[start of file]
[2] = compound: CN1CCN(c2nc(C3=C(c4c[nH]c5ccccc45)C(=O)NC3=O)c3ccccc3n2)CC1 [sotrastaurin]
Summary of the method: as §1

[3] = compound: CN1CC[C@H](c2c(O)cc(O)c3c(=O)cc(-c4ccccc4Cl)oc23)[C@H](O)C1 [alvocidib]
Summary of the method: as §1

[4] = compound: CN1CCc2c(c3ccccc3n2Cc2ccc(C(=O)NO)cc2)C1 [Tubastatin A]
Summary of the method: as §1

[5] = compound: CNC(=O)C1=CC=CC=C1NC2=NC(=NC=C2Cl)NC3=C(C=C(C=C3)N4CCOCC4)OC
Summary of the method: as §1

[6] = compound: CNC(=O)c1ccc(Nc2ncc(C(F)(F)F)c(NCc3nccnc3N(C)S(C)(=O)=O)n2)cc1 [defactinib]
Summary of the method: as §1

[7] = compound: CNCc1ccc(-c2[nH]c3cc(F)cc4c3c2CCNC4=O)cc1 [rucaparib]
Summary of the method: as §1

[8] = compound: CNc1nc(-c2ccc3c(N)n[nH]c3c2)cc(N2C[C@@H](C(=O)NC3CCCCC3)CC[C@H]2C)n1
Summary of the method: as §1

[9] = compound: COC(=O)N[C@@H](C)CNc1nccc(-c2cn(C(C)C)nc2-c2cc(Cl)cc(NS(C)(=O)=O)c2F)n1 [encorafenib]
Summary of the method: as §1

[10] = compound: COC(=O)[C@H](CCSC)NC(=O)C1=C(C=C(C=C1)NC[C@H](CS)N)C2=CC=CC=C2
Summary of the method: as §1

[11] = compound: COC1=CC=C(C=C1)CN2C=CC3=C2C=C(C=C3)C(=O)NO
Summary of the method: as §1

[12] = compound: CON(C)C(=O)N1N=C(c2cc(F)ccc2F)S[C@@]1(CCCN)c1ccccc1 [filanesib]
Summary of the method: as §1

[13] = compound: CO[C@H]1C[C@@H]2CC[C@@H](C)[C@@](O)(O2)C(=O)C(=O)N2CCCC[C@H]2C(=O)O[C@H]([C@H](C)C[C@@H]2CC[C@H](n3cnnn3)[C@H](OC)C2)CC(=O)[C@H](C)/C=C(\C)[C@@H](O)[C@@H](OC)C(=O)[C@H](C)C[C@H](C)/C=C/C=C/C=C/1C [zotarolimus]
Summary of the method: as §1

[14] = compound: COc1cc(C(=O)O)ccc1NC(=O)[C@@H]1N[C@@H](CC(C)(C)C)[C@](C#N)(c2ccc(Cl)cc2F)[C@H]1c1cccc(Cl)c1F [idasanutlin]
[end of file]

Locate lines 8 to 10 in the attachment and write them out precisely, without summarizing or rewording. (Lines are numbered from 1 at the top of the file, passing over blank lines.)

Summary of the method: as §1

[6] = compound: CNC(=O)c1ccc(Nc2ncc(C(F)(F)F)c(NCc3nccnc3N(C)S(C)(=O)=O)n2)cc1 [defactinib]
Summary of the method: as §1